In fact, new restrictions and associated costs would probably mean that we'd be going to foreign suppliers for oil more often rather than less.


The only way to be less dependent, obviously, is to produce as much domestic oil as possible. But even if drilling were allowed in the Arctic National Wildlife Refuge, for example, the cost of retrieving and processing the oil could be prohibitive under new cap-and-trade restrictions.


The Waxman-Markey bill, as the legislation is more commonly known, would require the United States to reduce carbon emissions to 17 percent below 2005 levels by 2020 and 83 percent below by 2050. As a Prius-driving, pro-seal, recycling, organic vegetarian, I'm heavily tilted toward saving the planet. But we probably ought not to pretend that this bill would make us more secure by reducing dependence on foreign sources.


Even Canada's crude creates problems under the proposed restrictions while seeming to solve others. As Matt Schlapp, a veteran of energy policy debates and former White House political director, describes it, Canada's oil is a sludge that borders on solid, which makes it difficult to refine:


"Let's just say, the days of Jed Clampett are gone. You don't just stumble across oil anymore. The easy stuff is gone."


To refine Canadian muck to a usable form that would meet new emissions standards would require extensive processing that carries its own carbon dioxide freight. Because Saudi crude is easier to get to, it's more attractive in a world where carbon is expensive.


"We're giving the Saudis an advantage, in other words," says Schlapp. "Why would we want to do that?"


Meanwhile, the transportation issues remain largely unaddressed. The extent to which oil and gasoline imports do decline in coming years wouldn't be a function of the Waxman-Markey bill, but it will be thanks to initiatives begun by George W. Bush and implemented by Barack Obama, according to C. Boyden Gray, former ambassador to the European Union and pro-ethanol "green" Republican, who served under Bush 41 as special envoy for Eurasian energy.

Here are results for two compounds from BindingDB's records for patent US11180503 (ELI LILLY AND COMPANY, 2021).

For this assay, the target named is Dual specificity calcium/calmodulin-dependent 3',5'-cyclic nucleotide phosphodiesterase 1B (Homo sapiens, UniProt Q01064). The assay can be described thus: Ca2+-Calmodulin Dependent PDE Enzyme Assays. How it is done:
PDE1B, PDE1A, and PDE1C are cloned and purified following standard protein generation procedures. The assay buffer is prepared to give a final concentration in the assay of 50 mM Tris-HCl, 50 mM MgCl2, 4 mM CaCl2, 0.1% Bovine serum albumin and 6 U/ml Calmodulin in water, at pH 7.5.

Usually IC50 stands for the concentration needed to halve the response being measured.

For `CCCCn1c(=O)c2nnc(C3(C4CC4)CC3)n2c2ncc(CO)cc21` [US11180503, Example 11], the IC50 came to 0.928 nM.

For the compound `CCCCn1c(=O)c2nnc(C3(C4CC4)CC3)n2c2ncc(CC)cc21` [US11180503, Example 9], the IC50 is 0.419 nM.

One of those, the so-called CAFE (corporate average fuel economy) legislation, raised auto mileage standards by about 30 percent. Bush 43 also pushed through energy legislation in 2005 and 2007 that requires the blending of 36 billion gallons of biofuels in the transport sector — or about 20 percent of total liquid fuel consumption.


"These measures should significantly reduce oil imports," says Gray. "But both CAFE and the biofuel legislation predate Waxman-Markey and would achieve much of the import-reduction security goals publicly associated with Waxman-Markey."


Although the bill would put refined gasoline consumption under the cap along with coal, natural gas, etc., the baseline for counting reductions is 2003. The reductions in oil consumption already required by the CAFE and biofuels bills may exceed for many years the requirements of Waxman-Markey.


In other words, it's not clear what more the oil industry would have to do under Waxman-Markey than is already happening. The bill has many commendable elements, but increased energy security can't legitimately be counted as one of them.


Now about that beer summit.